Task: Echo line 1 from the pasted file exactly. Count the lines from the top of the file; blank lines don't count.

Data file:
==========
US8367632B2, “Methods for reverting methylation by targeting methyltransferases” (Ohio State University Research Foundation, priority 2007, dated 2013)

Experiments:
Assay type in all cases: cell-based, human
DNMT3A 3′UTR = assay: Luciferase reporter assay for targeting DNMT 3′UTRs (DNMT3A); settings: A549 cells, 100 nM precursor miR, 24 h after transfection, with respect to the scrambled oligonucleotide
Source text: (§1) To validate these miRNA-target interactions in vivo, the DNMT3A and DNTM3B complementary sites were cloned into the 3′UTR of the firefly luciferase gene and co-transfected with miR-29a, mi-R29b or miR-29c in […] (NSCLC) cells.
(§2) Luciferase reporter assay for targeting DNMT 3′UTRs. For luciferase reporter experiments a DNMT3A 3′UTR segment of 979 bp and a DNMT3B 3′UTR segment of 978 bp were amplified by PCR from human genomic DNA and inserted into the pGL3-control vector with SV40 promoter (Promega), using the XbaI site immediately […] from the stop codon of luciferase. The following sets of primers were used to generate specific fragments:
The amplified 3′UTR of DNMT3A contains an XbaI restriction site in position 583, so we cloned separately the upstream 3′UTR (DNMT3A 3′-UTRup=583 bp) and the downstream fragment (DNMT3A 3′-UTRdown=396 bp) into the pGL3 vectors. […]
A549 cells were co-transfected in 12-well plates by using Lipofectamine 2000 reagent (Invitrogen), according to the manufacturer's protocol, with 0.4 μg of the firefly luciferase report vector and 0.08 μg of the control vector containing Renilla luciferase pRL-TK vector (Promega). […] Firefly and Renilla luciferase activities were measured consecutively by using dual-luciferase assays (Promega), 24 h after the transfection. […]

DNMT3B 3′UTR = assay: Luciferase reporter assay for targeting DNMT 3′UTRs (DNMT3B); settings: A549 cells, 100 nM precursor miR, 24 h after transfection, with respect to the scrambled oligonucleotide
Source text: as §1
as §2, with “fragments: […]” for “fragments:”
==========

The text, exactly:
US8367632B2, “Methods for reverting methylation by targeting methyltransferases” (Ohio State University Research Foundation, priority 2007, dated 2013)